In addition, a bit of trigonometry tells us that the first, smaller, print viewed from 22.9 inches will look identical in every way to the second, larger, print viewed from 68.7 inches away. That is why we do not need massive pixel counts in large images viewed from a distance.
Of course we can resample an image so that the larger print could be printed at 300ppi. That would then require 18,000 x 12,000 pixels and resampling has to 'invent' those extra 192 million pixels based on the known image pixels of which there were 24 million. It cannot add extra image detail, it can only make the additional pixels up based on the existing picture information. There are various algorithms to do this and all introduce artifacts. The better AI based algorithms can do a good job, but even they are still only making up the missing information. So why resample at all? In some circumstances it may be better to make up those intermediate pixels than to see the pixel structure when viewing the larger image from a close distance. That balance between introducing artifacts and the possibility of seeing pixels when viewed close is an artistic choice.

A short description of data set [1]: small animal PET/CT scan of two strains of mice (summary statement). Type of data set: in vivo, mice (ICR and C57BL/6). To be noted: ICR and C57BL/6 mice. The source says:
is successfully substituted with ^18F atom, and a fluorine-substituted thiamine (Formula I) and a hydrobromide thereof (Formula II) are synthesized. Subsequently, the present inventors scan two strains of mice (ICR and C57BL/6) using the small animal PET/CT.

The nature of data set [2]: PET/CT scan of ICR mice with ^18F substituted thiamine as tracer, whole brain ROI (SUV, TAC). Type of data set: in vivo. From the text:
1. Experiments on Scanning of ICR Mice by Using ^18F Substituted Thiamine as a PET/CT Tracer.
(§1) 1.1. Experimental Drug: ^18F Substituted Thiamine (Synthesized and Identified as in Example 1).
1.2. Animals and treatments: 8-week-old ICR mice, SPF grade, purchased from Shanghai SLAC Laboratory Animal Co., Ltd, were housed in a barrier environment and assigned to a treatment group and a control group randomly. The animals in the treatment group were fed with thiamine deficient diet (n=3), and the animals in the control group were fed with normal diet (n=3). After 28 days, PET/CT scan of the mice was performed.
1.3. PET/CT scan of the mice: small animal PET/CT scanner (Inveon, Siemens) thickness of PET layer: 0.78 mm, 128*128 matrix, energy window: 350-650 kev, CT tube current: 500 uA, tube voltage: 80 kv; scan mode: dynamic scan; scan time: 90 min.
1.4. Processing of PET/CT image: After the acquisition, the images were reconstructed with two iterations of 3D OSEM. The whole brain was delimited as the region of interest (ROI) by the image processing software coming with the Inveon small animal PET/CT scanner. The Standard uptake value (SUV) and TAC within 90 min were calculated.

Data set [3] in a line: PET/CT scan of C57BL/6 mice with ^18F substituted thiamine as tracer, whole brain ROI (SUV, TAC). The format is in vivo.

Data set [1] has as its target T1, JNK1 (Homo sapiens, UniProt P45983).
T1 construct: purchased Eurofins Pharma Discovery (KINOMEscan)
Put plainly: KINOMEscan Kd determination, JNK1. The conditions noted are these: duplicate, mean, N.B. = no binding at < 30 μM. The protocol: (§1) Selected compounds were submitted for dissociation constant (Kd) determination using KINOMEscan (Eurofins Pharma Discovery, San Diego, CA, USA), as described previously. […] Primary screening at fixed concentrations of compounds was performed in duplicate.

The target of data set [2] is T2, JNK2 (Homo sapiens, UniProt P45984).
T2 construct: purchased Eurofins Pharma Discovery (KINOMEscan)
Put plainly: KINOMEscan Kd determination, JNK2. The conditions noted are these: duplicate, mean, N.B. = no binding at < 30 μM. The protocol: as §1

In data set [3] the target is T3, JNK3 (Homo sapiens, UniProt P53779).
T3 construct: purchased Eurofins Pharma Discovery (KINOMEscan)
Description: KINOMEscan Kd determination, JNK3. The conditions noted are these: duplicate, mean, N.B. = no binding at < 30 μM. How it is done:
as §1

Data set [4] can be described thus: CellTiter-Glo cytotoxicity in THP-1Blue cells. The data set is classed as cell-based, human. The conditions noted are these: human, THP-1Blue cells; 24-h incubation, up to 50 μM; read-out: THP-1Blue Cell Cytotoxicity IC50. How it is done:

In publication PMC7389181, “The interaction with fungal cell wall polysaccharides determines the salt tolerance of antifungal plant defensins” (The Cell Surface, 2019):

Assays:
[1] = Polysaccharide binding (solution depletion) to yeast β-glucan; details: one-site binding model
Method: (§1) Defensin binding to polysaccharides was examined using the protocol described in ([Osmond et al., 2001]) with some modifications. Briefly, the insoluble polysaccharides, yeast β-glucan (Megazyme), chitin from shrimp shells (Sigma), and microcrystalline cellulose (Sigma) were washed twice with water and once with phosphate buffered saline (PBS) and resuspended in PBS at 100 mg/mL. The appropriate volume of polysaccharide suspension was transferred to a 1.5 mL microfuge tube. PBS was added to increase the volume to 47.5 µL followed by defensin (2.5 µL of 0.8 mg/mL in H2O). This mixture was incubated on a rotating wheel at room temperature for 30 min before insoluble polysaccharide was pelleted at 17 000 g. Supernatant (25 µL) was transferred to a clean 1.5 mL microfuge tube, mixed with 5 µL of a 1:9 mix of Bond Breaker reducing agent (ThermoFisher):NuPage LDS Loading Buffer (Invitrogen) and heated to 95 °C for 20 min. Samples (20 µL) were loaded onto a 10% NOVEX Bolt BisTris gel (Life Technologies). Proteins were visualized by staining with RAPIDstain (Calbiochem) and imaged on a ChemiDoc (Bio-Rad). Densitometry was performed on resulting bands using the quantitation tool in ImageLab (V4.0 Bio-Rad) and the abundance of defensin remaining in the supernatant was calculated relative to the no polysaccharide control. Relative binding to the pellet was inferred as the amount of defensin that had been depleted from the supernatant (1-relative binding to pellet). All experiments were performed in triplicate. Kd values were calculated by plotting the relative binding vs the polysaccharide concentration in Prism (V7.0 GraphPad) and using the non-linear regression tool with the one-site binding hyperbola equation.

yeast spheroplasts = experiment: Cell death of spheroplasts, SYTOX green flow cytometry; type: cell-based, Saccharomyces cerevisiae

I hope this helps explain my previous answer
And to add: the PPI (DPI) doesn't necessarily work out to a 1:1 placement onto a printer. An Epson printer may actually produce 2880 DPI, but you would never need to use 2880 pixels for each inch or, for that matter, even 300 PPI (or if you must, 'DPI') for each inch of output as outlined here:
Great explanation that will serve others well, Dave, thanks!